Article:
Posted by Richard B. Hoppe on March 28, 2004 03:09 PM

As I noted in an earlier posting, research using computational models of evolution are a thorn in the side of Intelligent Design proponents. That thorn is becoming sharper and more penetrating as computer models of evolution become powerful and versatile enough to begin addressing biologically interesting questions. An example from last year is Lenski, et al.’s The evolutionary origin of complex features, published in Nature.

Brief (!) Intro to the AVIDA artificial life platform

Lenski, et al., used avida to study “the evolution of complex organismal features.” Avida is an artificial life platform in which digital organisms reproduce, mutate and diversify, and compete on reproductive success in a space-limited context, and therefore evolve in a virtual world. The genomes of the digital critters are assembly language programs that can (if the necessary instruction sequences evolve) perform logic functions, mapping inputs to outputs in a manner corresponding to the performance of logic functions like AND, OR, XOR, and so on. (Avida is available free on the Web for Linux, Windows, and Mac platforms.)

An avida evolutionary run starts with a single Ancestral digital critter that can do nothing but replicate itself. The Ancestor may or may not have some “junk” instructions appended to its (human-written) replication code. As the run proceeds, that Ancestor begins to reproduce, with an occasional mutation occurring during the process. Various kinds of mutations are possible - point mutations (alterations of a single instruction), insertions, and deletions. Replication errors induced by one or another of those kinds of mutations can produce what roughly corresponds to gene duplication. It is also possible to enable a process that resembles horizontal gene transfer.

The digital critters compete on reproductive fitness: better replicators have a relative advantage in the (fixed size) population. If the experimenter has not chosen to provide an extrinsic fitness function, the critters compete solely on reproductive efficiency, and one can watch lineages within the population getting better and better at reproducing, often evolving replication code that is tighter and more efficient than even the best human-written code. A more complete introduction to avida is Biology of Digital Organisms and the technical manual (for version 1.0) is also available. The former has several examples of the use of avida to address interesting questions in evolutionary biology.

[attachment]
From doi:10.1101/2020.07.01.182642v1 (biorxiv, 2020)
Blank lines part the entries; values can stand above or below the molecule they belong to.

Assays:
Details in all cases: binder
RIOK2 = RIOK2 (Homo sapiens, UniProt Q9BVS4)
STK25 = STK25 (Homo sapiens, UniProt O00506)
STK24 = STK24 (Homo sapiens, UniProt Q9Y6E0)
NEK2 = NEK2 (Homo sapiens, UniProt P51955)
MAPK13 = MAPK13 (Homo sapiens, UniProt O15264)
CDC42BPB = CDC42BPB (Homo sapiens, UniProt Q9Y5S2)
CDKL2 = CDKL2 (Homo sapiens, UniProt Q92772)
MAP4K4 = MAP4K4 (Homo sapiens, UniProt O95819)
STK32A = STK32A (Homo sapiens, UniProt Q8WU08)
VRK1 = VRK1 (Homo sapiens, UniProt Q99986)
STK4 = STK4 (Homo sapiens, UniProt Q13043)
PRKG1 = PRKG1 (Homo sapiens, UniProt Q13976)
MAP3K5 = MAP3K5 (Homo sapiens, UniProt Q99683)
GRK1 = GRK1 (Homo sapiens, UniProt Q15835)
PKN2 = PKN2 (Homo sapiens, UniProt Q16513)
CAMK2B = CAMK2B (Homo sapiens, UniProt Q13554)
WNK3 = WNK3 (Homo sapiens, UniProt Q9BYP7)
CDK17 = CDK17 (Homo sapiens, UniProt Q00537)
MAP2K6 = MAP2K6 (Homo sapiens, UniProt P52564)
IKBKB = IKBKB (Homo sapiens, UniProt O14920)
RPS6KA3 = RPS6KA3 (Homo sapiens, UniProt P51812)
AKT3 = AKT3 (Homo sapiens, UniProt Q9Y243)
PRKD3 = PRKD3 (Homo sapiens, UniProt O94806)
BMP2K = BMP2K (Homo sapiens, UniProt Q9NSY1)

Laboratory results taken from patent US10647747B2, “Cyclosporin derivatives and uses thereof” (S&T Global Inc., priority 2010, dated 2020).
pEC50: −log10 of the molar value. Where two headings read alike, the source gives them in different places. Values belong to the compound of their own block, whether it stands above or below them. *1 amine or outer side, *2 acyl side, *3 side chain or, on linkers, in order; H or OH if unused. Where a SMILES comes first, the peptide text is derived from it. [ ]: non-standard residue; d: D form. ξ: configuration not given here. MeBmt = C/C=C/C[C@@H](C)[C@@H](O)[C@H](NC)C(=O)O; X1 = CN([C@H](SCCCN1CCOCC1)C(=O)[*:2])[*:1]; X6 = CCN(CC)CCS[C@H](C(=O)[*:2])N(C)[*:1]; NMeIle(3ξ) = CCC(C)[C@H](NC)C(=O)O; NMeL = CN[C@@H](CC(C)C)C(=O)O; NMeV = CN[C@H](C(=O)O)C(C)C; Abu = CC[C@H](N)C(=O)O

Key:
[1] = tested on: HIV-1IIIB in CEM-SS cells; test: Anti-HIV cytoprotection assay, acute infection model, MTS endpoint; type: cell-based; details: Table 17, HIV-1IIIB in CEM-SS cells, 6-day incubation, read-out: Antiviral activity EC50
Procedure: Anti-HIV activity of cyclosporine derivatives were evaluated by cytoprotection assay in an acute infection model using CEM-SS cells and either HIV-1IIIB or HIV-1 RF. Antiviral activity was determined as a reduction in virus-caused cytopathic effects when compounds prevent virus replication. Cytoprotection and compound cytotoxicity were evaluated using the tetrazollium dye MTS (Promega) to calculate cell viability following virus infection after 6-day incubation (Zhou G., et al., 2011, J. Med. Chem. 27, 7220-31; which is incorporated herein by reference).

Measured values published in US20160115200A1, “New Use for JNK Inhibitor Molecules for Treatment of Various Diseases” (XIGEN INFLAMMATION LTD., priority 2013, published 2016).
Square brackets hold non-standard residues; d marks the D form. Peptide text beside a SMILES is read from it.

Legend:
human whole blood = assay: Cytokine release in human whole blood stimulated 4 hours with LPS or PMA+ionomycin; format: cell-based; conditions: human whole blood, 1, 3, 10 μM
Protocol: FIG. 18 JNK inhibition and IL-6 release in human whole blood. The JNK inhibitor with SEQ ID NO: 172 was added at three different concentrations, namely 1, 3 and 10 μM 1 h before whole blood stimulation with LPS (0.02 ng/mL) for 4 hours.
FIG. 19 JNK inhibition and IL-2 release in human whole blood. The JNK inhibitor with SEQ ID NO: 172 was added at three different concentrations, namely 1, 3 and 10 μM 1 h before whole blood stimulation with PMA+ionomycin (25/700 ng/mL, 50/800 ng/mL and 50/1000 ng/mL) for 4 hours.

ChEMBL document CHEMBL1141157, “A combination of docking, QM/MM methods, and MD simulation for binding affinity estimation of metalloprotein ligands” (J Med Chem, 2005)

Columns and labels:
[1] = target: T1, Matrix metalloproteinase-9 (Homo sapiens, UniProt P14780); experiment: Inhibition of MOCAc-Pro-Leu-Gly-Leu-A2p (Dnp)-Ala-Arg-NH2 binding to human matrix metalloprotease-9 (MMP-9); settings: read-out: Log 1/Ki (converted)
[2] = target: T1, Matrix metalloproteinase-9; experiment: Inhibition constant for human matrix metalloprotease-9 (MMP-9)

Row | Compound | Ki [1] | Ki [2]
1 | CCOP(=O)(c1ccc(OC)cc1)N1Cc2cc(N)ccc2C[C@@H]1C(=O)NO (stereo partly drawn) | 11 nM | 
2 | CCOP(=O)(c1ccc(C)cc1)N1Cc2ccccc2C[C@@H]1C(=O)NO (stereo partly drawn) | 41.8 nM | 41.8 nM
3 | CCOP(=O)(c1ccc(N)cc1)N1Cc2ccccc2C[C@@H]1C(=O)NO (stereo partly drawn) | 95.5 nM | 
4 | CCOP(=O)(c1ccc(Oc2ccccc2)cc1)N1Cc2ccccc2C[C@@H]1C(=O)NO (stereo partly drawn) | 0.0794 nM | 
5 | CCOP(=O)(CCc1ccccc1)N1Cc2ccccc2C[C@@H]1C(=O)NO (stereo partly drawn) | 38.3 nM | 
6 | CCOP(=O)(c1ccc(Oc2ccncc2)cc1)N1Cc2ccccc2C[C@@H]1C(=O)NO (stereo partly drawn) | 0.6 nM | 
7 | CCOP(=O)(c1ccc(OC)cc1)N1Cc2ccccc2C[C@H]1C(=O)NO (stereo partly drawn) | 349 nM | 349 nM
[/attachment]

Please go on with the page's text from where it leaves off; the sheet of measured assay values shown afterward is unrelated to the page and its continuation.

More interesting is the situation where an extrinsic fitness function is imposed on the avida world so the avida environment is selectively non-neutral. With an extrinsic fitness function, digital organisms can acquire reproductive resources - computer cycles - by performing various logic functions on 32-bit binary strings. The more (different) logic functions a critter performs, and the more complicated the functions, the more reproductive resources it acquires.

Under circumstances where digital organisms can acquire reproductive resources by performing logic operations on inputs, mapping them to appropriate outputs, one sees lineages evolving that perform first one, then two, then a number of different logic functions. After some hundreds of generations (tens of thousands of updates), some lineages of digital organisms may be performing half a dozen or more logic functions, ranging from very simple (AND) to quite complicated (XOR, EQU).

Lenski, et al., studied the evolution of lineages of digital critters in a selective environment that differentially rewarded performance of logic functions, with more complicated logic functions garnering more reproductive resources. Under those circumstances, many lineages evolved to first perform simple logic operations, then the most complicated logic functions in the avida environment, XOR and EQU. The results of analyses of the evolutionary histories of individual lineages demonstrated (given their control conditions) that plain old evolutionary processes can build complex structures on the basis of prior evolution of simpler structures, where any particular simpler structures are not required. One advantage of the avida platform is that one can dump the full evolutionary history of lineages to disk for later analysis.

Why Intelligent Design Creationists don’t like it

What gets IDCs edgy about the Lenski, et al., paper is that the assembly language programs - the genomes of the digital critters - that evolved to perform those complicated logic functions are “irreducibly complex” in exactly the definition of Michael Behe. In Darwin’s Black Box Behe defined an irreducibly complex structure or process as